$$

(c) The energy of a monatomic ideal gas is
$$
E = \frac32Nk_{\rm B}T.
$$
The entropy of a monatomic ideal gas is
$$
S = Nk_{\rm B}\bigg(\ln\frac{V}{Nh^3}(2\pi mk_{\rm B}T)^{\frac32}+\frac52\bigg).
$$
The volume of an ideal gas is
$$
V = \frac{Nk_{\rm B}T}{p}.
$$
Combine all these expressions into the relation ##E - TS + pV = \mu N##:
$$
\frac32Nk_{\rm B}T - TNk_{\rm B}\bigg(\ln\frac{k_{\rm B}T}{h^3p}(2\pi mk_{\rm B}T)^{\frac32}+\frac52\bigg) + Nk_{\rm B} T = \mu N.
$$
Divide through by ##Nk_{\rm B}T##:
$$
\cancel{\frac32} - \ln\frac{k_{\rm B}T}{h^3p}(2\pi mk_{\rm B} T)^{\frac32} - \cancel{\frac52} + \cancel{1} = \frac{\mu}{k_{\rm B}T}.
$$
Solving for ##p##,
$$
p(\mu, T) = \frac{(2\pi m)^{\frac32}}{h^3}(k_{\rm B}T)^{\frac52}e^{\mu/k_{\rm B}T}.
$$

The derivatives under consideration are
$$
\frac{\partial p}{\partial T}\bigg)_{\mu} = \frac{(2\pi m)^{\frac32}}{h^3}\bigg(\frac52k_{\rm B}^{\frac52}T^{\frac32}\bigg)e^{\mu/k_{\rm B}T} + \frac{(2\pi m)^{\frac32}}{h^3}(k_{\rm B}T)^{\frac52}\bigg({-\frac{\mu}{k_{\rm B}T^2}}e^{\mu/k_{\rm B}T}\bigg)=\bigg(\frac52\frac1T - \frac{\mu}{k_{\rm B}T^2}\bigg)p
$$
and
$$
\frac{\partial p}{\partial\mu}\bigg)_{T} = \frac{(2\pi m)^{\frac32}}{h^3}(k_{\rm B}T)^{\frac52}\bigg(\frac{1}{k_{\rm B}T}e^{-\mu/k_{\rm B}T}\bigg) = \frac{1}{k_{\rm B}T}p.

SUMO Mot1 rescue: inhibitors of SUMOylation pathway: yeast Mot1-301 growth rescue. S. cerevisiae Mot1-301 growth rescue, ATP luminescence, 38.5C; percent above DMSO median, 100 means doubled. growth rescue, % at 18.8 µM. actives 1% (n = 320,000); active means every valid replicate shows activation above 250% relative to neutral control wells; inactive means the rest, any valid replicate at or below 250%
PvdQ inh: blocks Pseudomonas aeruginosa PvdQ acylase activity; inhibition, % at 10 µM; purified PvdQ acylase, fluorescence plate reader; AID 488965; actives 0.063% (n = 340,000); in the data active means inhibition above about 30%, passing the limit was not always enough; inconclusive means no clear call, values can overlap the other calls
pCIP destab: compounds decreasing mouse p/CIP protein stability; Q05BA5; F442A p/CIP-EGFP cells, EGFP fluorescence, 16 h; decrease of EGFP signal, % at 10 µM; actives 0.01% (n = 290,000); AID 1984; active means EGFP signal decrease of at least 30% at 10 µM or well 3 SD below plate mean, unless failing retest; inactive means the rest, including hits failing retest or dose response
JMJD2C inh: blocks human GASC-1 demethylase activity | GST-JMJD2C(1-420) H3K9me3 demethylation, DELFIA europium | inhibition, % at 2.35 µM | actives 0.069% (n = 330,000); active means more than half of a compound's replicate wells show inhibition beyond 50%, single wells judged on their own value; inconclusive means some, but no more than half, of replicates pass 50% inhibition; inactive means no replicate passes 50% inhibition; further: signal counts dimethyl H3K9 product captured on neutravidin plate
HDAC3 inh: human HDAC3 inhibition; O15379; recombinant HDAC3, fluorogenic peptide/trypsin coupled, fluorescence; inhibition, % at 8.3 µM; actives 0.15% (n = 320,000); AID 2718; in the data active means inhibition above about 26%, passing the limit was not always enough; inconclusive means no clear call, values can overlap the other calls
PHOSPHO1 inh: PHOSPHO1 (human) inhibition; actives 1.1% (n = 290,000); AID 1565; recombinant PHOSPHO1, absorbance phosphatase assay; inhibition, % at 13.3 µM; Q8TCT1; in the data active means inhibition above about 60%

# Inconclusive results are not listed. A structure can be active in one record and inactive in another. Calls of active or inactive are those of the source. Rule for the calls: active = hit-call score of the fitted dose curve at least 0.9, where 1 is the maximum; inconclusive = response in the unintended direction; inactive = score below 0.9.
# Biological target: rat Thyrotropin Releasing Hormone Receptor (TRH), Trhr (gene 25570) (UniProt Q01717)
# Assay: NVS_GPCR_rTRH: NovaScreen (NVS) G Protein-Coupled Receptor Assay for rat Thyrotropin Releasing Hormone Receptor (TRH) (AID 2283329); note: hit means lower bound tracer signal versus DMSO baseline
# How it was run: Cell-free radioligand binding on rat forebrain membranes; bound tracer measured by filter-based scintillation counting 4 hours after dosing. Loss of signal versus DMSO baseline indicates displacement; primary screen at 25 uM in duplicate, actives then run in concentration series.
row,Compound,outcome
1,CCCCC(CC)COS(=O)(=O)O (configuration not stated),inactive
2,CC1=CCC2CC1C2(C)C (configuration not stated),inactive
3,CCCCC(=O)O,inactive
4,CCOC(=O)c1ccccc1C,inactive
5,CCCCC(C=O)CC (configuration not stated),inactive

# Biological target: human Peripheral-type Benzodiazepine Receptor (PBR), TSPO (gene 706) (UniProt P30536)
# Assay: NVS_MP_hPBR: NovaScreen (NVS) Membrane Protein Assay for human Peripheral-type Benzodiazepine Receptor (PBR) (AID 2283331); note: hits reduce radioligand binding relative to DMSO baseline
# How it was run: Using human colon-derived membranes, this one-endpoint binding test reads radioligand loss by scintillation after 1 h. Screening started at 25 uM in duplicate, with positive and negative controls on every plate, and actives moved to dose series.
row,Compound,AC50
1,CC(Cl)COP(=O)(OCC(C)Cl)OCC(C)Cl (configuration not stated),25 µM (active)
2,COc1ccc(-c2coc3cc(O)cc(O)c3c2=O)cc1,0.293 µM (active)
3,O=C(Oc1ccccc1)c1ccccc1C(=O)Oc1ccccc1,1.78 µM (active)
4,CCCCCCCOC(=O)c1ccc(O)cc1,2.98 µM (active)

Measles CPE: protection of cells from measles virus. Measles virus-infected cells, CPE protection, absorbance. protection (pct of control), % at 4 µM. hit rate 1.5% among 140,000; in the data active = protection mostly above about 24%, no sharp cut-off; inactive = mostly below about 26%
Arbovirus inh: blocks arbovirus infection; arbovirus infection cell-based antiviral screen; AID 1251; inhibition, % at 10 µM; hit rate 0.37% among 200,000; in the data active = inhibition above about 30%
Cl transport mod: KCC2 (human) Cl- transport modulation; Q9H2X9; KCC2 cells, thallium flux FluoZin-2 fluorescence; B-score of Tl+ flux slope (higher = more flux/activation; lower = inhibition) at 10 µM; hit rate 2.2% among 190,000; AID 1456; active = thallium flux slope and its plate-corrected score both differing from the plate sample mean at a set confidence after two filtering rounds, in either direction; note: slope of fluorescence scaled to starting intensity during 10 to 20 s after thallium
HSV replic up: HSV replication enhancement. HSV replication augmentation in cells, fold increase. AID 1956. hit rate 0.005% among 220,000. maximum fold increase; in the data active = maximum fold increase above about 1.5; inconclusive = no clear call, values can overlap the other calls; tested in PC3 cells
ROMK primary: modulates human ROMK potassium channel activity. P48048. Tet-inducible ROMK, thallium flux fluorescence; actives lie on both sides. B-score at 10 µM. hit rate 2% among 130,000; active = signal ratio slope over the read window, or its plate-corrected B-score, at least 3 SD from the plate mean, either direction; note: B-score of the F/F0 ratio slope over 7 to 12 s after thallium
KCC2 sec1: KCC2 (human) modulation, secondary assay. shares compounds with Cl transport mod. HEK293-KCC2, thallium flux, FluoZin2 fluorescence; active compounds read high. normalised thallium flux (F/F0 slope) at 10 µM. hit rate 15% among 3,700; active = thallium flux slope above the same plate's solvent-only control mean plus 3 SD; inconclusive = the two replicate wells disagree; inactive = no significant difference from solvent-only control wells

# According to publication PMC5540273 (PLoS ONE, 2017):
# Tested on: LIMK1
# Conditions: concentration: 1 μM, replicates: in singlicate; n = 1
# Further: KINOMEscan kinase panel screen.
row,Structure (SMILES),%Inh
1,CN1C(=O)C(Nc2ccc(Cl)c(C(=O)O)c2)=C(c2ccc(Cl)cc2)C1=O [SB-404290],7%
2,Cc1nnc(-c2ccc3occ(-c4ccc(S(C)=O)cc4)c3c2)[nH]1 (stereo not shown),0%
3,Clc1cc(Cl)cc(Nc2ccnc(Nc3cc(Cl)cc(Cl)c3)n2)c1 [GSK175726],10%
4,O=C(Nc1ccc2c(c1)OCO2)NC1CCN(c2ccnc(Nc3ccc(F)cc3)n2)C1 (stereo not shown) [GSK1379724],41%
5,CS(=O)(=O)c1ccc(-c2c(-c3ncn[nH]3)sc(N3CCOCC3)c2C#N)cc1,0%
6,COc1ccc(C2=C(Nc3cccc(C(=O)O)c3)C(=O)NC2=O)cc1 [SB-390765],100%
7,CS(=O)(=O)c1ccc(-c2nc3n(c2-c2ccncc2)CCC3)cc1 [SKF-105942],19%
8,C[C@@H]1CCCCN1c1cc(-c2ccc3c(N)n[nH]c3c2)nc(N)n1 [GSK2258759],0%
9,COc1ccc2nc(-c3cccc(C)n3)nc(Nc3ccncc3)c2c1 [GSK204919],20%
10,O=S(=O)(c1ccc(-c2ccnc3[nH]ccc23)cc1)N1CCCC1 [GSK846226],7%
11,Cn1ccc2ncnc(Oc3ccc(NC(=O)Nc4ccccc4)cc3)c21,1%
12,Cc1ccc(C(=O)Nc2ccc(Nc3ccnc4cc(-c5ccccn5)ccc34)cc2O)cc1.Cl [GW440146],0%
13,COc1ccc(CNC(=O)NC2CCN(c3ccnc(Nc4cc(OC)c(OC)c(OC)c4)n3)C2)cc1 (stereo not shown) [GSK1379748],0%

$$
Therefore
$$
V \frac{\partial p}{\partial T}\bigg)_{\mu}= V\bigg(\frac52\frac1T - \frac{\mu}{k_{\rm B}T^2}\bigg)p = \frac52Nk_{\rm B}- \frac{\mu N}{T};
$$
but we want to get the entropy back in there somehow, so
$$
V \frac{\partial p}{\partial T}\bigg)_{\mu}= \frac52Nk_{\rm B}- \frac{E-TS+pV}{T} = \cancel{\frac52Nk_{\rm B}} - \cancel{\frac32Nk_{\rm B}} + S - \cancel{Nk_{\rm B}} = S.
$$
And, more straightforwardly,
$$
\frac{\partial p}{\partial\mu}\bigg)_{T} = V\frac{1}{k_{\rm B}T}p = N.
$$
 
  • #6
That's one way to go... I'm guessing there's a quicker way directly from the partition function to the derivatives of U or F (Helmholtz free energy), but it really comes down to the same calculations minus the detour so your answer works regardless.
 

Related to Relationship between pressure & chem potential in ideal gas

What is the relationship between pressure and chemical potential in an ideal gas?